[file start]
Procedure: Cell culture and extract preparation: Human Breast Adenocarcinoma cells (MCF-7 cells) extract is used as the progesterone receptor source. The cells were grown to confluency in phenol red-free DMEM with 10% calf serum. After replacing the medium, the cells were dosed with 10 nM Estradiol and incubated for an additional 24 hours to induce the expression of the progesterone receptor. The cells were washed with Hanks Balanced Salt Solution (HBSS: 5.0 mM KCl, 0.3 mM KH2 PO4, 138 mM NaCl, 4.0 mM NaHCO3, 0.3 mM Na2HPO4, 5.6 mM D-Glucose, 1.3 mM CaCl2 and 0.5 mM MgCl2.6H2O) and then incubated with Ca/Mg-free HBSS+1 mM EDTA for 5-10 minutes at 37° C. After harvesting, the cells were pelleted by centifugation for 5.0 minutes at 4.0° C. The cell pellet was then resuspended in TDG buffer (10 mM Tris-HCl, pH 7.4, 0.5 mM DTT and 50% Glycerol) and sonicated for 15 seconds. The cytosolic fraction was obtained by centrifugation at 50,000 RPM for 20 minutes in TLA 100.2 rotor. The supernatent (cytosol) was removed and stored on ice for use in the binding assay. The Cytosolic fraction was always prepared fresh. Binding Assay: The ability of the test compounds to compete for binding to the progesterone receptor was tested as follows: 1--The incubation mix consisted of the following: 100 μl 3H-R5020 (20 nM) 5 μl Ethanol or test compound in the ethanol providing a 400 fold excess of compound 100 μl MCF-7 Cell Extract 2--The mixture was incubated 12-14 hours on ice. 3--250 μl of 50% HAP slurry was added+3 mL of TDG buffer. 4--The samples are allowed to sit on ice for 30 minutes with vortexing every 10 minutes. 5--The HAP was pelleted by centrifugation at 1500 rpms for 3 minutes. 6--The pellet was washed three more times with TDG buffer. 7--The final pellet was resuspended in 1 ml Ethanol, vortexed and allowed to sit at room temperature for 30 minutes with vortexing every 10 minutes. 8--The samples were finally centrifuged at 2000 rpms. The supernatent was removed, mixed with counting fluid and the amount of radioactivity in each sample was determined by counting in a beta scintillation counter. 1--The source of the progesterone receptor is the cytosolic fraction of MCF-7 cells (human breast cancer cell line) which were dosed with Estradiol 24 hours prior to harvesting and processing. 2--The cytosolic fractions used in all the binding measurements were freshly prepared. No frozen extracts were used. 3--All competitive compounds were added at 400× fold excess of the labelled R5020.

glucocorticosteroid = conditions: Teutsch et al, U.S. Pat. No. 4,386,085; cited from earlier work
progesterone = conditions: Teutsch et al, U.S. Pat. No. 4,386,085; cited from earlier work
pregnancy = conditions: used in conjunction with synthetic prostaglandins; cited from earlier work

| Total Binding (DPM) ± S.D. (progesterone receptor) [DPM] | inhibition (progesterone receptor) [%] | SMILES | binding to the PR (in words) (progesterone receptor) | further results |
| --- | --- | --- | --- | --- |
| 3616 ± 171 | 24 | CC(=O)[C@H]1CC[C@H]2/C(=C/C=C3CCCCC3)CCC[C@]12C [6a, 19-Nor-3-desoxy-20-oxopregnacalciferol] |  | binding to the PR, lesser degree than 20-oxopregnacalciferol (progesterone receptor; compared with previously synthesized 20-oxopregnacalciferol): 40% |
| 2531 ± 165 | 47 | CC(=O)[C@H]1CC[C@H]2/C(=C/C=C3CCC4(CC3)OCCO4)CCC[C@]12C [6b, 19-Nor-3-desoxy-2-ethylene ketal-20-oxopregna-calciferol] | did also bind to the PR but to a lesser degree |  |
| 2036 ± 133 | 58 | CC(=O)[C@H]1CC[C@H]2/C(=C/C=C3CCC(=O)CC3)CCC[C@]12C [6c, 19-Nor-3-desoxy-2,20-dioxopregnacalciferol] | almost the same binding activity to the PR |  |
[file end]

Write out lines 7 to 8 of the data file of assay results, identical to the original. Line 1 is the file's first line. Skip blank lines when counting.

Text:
| 3616 ± 171 | 24 | CC(=O)[C@H]1CC[C@H]2/C(=C/C=C3CCCCC3)CCC[C@]12C [6a, 19-Nor-3-desoxy-20-oxopregnacalciferol] |  | binding to the PR, lesser degree than 20-oxopregnacalciferol (progesterone receptor; compared with previously synthesized 20-oxopregnacalciferol): 40% |
| 2531 ± 165 | 47 | CC(=O)[C@H]1CC[C@H]2/C(=C/C=C3CCC4(CC3)OCCO4)CCC[C@]12C [6b, 19-Nor-3-desoxy-2-ethylene ketal-20-oxopregna-calciferol] | did also bind to the PR but to a lesser degree |  |